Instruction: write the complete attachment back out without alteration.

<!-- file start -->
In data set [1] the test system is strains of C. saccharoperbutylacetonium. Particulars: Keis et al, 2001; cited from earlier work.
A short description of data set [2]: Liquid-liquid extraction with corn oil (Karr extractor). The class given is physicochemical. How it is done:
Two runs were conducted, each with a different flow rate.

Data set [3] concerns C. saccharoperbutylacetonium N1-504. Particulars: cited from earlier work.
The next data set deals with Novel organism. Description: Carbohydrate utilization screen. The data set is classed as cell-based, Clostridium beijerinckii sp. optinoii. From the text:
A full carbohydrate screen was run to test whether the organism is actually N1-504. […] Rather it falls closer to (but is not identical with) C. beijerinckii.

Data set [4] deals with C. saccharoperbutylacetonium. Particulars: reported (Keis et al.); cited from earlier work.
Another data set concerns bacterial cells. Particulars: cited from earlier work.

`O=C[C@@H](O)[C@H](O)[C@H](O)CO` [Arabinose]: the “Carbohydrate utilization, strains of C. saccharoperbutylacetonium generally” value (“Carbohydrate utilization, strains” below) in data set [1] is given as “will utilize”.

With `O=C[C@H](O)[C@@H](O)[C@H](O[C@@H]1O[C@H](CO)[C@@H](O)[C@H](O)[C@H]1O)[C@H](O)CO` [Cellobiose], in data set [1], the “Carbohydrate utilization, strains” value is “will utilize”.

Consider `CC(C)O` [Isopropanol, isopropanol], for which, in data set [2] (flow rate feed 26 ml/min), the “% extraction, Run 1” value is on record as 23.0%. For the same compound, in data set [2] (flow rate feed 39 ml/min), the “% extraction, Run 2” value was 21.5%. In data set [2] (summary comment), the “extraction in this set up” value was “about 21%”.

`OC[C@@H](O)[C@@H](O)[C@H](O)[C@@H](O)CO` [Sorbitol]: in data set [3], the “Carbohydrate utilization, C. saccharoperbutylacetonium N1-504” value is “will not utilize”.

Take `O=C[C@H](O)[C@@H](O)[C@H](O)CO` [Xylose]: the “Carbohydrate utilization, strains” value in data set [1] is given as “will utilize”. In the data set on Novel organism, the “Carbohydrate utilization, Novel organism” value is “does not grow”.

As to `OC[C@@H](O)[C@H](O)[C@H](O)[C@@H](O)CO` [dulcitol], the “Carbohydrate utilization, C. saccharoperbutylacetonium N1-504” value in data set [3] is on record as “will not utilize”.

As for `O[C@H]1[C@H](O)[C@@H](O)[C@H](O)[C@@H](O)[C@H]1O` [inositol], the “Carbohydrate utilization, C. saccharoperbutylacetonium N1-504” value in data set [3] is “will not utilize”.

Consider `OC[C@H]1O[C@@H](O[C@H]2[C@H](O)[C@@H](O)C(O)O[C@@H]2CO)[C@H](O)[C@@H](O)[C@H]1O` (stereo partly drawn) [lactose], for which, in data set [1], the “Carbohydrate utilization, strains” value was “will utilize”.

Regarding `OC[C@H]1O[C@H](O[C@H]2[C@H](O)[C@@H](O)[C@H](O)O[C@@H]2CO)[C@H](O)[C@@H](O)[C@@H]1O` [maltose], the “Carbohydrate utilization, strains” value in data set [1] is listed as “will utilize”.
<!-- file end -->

In data set [1] the test system is strains of C. saccharoperbutylacetonium. Particulars: Keis et al, 2001; cited from earlier work.
A short description of data set [2]: Liquid-liquid extraction with corn oil (Karr extractor). The class given is physicochemical. How it is done:
Two runs were conducted, each with a different flow rate.

Data set [3] concerns C. saccharoperbutylacetonium N1-504. Particulars: cited from earlier work.
The next data set deals with Novel organism. Description: Carbohydrate utilization screen. The data set is classed as cell-based, Clostridium beijerinckii sp. optinoii. From the text:
A full carbohydrate screen was run to test whether the organism is actually N1-504. […] Rather it falls closer to (but is not identical with) C. beijerinckii.

Data set [4] deals with C. saccharoperbutylacetonium. Particulars: reported (Keis et al.); cited from earlier work.
Another data set concerns bacterial cells. Particulars: cited from earlier work.

`O=C[C@@H](O)[C@H](O)[C@H](O)CO` [Arabinose]: the “Carbohydrate utilization, strains of C. saccharoperbutylacetonium generally” value (“Carbohydrate utilization, strains” below) in data set [1] is given as “will utilize”.

With `O=C[C@H](O)[C@@H](O)[C@H](O[C@@H]1O[C@H](CO)[C@@H](O)[C@H](O)[C@H]1O)[C@H](O)CO` [Cellobiose], in data set [1], the “Carbohydrate utilization, strains” value is “will utilize”.

Consider `CC(C)O` [Isopropanol, isopropanol], for which, in data set [2] (flow rate feed 26 ml/min), the “% extraction, Run 1” value is on record as 23.0%. For the same compound, in data set [2] (flow rate feed 39 ml/min), the “% extraction, Run 2” value was 21.5%. In data set [2] (summary comment), the “extraction in this set up” value was “about 21%”.

`OC[C@@H](O)[C@@H](O)[C@H](O)[C@@H](O)CO` [Sorbitol]: in data set [3], the “Carbohydrate utilization, C. saccharoperbutylacetonium N1-504” value is “will not utilize”.

Take `O=C[C@H](O)[C@@H](O)[C@H](O)CO` [Xylose]: the “Carbohydrate utilization, strains” value in data set [1] is given as “will utilize”. In the data set on Novel organism, the “Carbohydrate utilization, Novel organism” value is “does not grow”.

As to `OC[C@@H](O)[C@H](O)[C@H](O)[C@@H](O)CO` [dulcitol], the “Carbohydrate utilization, C. saccharoperbutylacetonium N1-504” value in data set [3] is on record as “will not utilize”.

As for `O[C@H]1[C@H](O)[C@@H](O)[C@H](O)[C@@H](O)[C@H]1O` [inositol], the “Carbohydrate utilization, C. saccharoperbutylacetonium N1-504” value in data set [3] is “will not utilize”.

Consider `OC[C@H]1O[C@@H](O[C@H]2[C@H](O)[C@@H](O)C(O)O[C@@H]2CO)[C@H](O)[C@@H](O)[C@H]1O` (stereo partly drawn) [lactose], for which, in data set [1], the “Carbohydrate utilization, strains” value was “will utilize”.

Regarding `OC[C@H]1O[C@H](O[C@H]2[C@H](O)[C@@H](O)[C@H](O)O[C@@H]2CO)[C@H](O)[C@@H](O)[C@@H]1O` [maltose], the “Carbohydrate utilization, strains” value in data set [1] is listed as “will utilize”.